The other day, I found myself in a small glass room with an honest-to-goodness Nobel laureate. This came to pass because a week earlier I had told the members of the Wellesley High School class of 2012 that they are not special. While the well-meant attentions of their parents and the advantages they’ve enjoyed (or taken for granted) might have led them to think otherwise, none of them, I said, matters more than anyone else, because everyone is special, everyone matters—all 6.8 billion of us. Simple logic, really. Along the way I tried to give them a few laughs, some thoughts to ponder, and, at the end, an exhortation to make for themselves, and for the rest of us, extraordinary lives, abundant in energy and guided by a spirit of selflessness. It was a lovely ceremony, and the speech was well received.
But I did not know the electronic world was watching. Taking lines out of context, sensationalizers started a wildfire. Attention came my way from a million directions, nearly all of it, for one reason or another, enthusiastically positive. My email inbox exploded. My phone rang and rang. Radio, television, and newspapers from around the world wanted to speak with me. Bloggers, tweeters, talk-show hosts, and callers opinionized. Orioles fans wagged fingers at me. Religious people reminded me that all of God’s children are special. Limousines whisked me to interviews near and far. For a middle-aged high-school teacher and suburban dad, it has been a dizzying experience.
Enter the Nobel laureate: economist and New York Times columnist Paul Krugman. We spent half an hour sitting a few feet apart, each awaiting his turn on CBS This Morning. He was busy at his laptop. I was busy being nervous. We did not speak to one another. He is a smallish man, I can report, with a gray beard, a professorial mien, and sensible shoes. He is also, as we all know, powerfully smart, supremely accomplished, hugely influential.
And I’m willing to bet he never went to lacrosse camp.
Or to a four-day tourney of any kind in Orlando.
In fact, I’ll bet he never even went to economics camp or sat three afternoons a week at age 12 with an economics tutor. And, further, I suspect his wonderfulness was not celebrated when he had been something less than wonderful. I’ll guess neither his anxious mom nor a $100-an-hour tutor helped him with a lightly plagiarized 10th-grade Middlemarch paper; nor did his parents encourage him to pack his résumé with papier-mâché. He did not, I’ll bet, endure a six-week intensive SAT prep class or snort Adderall before sitting to take the test. Probably his parents did not hire a pricey consultant to shepherd him through the college-application process; nor did they lean on his teachers to let him retake tests on which he did poorly, or, better, to just change an unwelcome grade because the, um, cat died.
David McCullough tells Wellesley High School's graduating seniors that they are not special.
Rather, I’ll guess Krugman discovered an interest in economics at some point in school. Perhaps it came upon him when he was thinking about other things. Probably it ignited in tinder gathered from his observations of the world around him in his meanderings as a kid. Most likely he encountered struggles in a class or two and buckled down and persevered. Maybe someone challenged one of his suppositions, identified a flaw in his reasoning, a deficiency in his research. Likely someone offered, with little regard for his self-esteem, a criticism of something he had written. And I’m guessing he carried on because he enjoyed learning—and might have forged ahead anyway as a matter of principle had he not. Probably he worked hard for a long time with no sign of external reward. For none of this did he feel particularly heroic. Or special. And I’ll guess over time he came to realize the toil had become a pleasure, then a joy, then a way of life, perhaps even an inextricable part of his being.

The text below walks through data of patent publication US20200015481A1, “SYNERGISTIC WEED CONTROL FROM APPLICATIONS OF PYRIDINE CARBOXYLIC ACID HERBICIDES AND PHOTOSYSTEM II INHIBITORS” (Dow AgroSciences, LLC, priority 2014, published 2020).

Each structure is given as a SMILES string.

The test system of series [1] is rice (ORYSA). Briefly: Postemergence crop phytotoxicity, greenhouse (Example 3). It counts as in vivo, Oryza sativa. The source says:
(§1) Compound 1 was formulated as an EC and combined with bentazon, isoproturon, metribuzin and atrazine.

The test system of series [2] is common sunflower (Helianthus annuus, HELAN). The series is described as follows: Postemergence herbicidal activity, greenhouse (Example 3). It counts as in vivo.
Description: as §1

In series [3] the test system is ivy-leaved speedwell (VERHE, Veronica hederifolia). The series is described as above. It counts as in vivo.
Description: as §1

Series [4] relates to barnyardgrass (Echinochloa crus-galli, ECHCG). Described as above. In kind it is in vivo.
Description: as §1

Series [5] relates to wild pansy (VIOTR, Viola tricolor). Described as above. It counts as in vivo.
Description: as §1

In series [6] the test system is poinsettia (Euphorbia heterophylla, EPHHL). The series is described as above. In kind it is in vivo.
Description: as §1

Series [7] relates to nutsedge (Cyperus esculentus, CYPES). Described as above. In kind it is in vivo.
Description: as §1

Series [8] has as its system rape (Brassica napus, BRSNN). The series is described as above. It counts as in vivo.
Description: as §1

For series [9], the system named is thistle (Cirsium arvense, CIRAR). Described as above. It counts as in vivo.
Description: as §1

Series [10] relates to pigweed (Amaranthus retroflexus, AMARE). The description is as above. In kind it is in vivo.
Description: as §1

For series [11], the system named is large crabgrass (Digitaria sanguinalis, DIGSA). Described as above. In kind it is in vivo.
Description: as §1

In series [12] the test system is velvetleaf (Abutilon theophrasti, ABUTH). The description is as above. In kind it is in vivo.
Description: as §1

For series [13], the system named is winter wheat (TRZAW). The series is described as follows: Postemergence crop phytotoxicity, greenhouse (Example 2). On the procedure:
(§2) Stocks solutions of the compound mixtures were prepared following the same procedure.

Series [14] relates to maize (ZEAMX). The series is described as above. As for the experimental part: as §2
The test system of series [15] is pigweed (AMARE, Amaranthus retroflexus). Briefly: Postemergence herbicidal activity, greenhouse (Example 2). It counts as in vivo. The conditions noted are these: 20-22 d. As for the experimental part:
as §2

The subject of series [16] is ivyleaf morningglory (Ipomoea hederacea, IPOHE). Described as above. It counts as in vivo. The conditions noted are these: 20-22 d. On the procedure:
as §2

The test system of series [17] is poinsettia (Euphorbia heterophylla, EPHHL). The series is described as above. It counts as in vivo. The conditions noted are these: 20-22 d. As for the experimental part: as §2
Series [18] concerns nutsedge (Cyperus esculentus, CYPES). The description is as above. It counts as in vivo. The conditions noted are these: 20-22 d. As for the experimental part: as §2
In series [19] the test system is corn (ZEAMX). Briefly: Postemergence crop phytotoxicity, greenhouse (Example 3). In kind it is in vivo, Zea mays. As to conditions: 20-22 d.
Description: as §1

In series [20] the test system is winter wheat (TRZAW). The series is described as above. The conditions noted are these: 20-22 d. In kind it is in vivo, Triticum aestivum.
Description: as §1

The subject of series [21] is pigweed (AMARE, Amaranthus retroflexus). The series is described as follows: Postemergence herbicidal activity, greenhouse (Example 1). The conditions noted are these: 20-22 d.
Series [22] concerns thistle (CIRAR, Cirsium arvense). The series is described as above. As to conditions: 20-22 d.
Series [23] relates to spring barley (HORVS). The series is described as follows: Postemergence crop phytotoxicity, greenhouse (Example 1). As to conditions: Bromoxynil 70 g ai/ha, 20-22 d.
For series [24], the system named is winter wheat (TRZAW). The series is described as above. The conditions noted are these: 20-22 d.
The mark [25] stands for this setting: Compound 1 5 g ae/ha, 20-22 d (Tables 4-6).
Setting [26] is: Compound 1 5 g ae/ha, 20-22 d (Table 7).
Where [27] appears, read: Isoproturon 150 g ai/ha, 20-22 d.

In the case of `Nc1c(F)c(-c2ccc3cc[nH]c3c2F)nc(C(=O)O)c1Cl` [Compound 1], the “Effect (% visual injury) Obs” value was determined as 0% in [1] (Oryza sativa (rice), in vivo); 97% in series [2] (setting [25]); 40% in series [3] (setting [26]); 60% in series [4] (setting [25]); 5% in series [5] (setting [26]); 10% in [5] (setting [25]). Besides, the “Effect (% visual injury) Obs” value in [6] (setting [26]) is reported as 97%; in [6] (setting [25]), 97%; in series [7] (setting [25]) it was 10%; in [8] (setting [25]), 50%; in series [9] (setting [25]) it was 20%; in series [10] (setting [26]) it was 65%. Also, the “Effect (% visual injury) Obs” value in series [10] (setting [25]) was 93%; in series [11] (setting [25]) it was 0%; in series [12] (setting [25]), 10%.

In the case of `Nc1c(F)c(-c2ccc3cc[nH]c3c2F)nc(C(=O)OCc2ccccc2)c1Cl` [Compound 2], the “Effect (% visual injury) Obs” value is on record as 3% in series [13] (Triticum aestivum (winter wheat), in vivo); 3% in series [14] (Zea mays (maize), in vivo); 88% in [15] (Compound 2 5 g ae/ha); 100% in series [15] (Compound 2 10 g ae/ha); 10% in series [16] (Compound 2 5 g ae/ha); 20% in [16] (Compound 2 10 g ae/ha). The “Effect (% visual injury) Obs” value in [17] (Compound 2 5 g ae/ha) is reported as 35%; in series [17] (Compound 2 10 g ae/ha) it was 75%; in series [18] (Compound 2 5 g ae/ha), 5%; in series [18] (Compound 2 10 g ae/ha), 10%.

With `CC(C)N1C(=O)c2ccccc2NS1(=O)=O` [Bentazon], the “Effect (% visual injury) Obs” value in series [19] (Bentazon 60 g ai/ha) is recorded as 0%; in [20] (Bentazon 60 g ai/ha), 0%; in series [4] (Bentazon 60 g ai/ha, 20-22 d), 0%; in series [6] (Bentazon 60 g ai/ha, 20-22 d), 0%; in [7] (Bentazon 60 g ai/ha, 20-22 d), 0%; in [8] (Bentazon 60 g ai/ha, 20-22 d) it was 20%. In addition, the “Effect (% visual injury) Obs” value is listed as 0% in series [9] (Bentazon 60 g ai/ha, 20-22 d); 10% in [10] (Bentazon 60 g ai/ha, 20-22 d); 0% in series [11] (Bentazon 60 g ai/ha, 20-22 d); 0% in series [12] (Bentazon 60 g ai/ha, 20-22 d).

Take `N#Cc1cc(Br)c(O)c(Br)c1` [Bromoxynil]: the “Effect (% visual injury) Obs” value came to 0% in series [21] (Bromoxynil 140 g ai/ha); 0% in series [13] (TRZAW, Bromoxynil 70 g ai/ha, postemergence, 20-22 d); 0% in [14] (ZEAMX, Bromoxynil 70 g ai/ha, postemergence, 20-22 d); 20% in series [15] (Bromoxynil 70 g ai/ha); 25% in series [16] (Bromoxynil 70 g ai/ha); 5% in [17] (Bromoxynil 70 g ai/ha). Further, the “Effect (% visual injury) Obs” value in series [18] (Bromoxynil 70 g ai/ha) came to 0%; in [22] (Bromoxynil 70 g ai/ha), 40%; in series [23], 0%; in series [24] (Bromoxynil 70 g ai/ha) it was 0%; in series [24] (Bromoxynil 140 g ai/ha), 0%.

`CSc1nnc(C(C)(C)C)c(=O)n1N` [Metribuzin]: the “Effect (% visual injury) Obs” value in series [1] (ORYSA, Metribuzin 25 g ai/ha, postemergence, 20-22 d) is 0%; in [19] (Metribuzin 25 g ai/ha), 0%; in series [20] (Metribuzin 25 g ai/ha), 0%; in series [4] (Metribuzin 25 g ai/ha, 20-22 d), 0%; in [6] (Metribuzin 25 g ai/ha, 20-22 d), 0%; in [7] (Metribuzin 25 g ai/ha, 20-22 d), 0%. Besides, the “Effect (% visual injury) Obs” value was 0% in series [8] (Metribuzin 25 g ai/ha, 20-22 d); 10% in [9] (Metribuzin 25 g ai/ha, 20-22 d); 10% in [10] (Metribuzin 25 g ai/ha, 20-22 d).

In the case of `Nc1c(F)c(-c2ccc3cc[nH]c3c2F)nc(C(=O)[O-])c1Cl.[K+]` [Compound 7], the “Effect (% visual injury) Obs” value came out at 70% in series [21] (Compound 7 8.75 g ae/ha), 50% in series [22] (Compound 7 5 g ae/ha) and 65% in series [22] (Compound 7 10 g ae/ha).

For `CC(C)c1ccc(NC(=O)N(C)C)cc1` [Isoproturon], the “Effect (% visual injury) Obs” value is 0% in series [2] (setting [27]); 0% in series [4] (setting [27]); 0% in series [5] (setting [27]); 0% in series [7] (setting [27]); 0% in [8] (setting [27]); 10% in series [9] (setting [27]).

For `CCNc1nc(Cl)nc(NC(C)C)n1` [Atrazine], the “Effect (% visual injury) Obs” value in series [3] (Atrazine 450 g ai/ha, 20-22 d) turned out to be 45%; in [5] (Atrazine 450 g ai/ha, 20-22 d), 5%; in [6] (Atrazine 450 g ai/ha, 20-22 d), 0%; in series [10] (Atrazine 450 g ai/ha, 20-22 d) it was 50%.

I am a teacher. When I speak, a few dozen teenagers listen ... usually. With good reason I anticipate no Nobels—but I take unceasing delight in kids, I believe in them and in what we do together, and evidence suggests that after more than two decades I’m not so bad at it. But I chanced upon the job. No boyhood reverie or parental path-charting headed me in that direction. I’d had no formal training for it, had taken no classes aimed at it, no tutorials, no weekend seminars. I did not go to teacher camp. Instead, long ago I found myself in a city far from home (Honolulu) with a thin wallet and little cause to be picky. A good man at Punahou School took a chance on me. And in those first few years I was not especially terrific. This alone served to suggest to me the enterprise might be worthwhile. A few among the brass wondered if I had what it took. But they were patient, I stuck to it, paid attention, and learned. And today I prize what I do all the more because once upon a time it didn’t come easy.
Now I’m the father of four and find myself subject to the same impulses and cultural encouragements that influence other parents of means. I’ve taken a daughter to soccer tournaments across the country. I’ve dropped a son off for SAT tutoring. I’ve sweated college applications and paid significant money to hear the first 40 seconds of Clair de Lune coaxed from an obstinate upright again and again. And I too have struggled to decide what is best for my children, and have not always resisted the merely expedient. But I know when to stay out of the way—and when I don’t, I respect the right of my children to tell me so.
And while they’re special to me beyond expression, I recognize my kids—like my students—are no more or less important than anyone else’s, no more or less deserving of happy, productive lives, lives that shake a joyous fist at mortality, lives that matter beyond themselves. They know it, Nobels or no Nobels.
I wonder what Krugman might think. Probably I should have asked.